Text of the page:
A study in JAMA Health Forum estimated the frequency and magnitude of surprise bills for deliveries and newborn hospitalizations, which are the leading reasons for hospitalization in the US. The study found among privately insured families with in-network deliveries in 2019, almost 1 in 5 potentially received surprise bills for maternal and/or newborn care. Surprise bills were more frequent and larger when cesarean delivery or neonatal intensive care occurred.
Researchers analyzed 2019 data from Optum’s deidentified Clinformatics Data Mart, which includes 12 million privately insured enrollees in all states. Analyses included families with an in-network delivery in 2019 that could be linked to 1 or more in-network newborn hospitalization that was covered by the same family plan.
Analyses included 95,384 families. Deliveries for these families were linked to 96,881 newborn hospitalizations. Of all families, 17,949 (18.8%) had 1 or more potential surprise bill for the delivery, newborn hospitalization(s), or both. Among these families, the median total liability for potential surprise bills was $744; for 6,417 families (35.8%), total liability exceeded $2000.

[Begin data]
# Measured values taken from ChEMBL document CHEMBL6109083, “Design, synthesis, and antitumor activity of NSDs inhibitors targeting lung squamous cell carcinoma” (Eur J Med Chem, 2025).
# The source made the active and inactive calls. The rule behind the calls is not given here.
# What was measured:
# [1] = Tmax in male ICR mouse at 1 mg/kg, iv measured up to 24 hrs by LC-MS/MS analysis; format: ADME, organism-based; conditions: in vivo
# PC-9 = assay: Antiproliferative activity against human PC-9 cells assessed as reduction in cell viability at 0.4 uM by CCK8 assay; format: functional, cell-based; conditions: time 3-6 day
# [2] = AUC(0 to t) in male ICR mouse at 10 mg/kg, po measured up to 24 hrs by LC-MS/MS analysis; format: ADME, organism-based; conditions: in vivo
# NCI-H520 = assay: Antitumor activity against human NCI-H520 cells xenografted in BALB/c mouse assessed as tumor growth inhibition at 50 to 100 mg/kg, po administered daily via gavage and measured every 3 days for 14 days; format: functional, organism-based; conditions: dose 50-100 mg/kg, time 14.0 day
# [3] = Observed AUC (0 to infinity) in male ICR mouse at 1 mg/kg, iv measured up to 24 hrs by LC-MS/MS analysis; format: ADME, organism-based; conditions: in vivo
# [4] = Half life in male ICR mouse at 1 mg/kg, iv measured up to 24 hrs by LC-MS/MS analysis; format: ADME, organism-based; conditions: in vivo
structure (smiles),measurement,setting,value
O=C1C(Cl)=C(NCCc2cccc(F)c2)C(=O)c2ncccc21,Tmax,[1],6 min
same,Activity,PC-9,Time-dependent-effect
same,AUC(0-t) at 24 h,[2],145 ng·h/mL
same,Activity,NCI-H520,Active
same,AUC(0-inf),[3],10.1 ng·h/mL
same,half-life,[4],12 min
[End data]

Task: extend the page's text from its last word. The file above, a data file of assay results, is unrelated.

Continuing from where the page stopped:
Researchers noted the high frequency of out-of-network care in their study, coupled with the fact that childbirth is the most common reason for hospitalization, suggests that childbirth hospitalizations are currently one of the most frequent sources of surprise bills in the US.
- Prevalence and Magnitude of Potential Surprise Bills for Childbirth. JAMA Health Forum. July 2 2021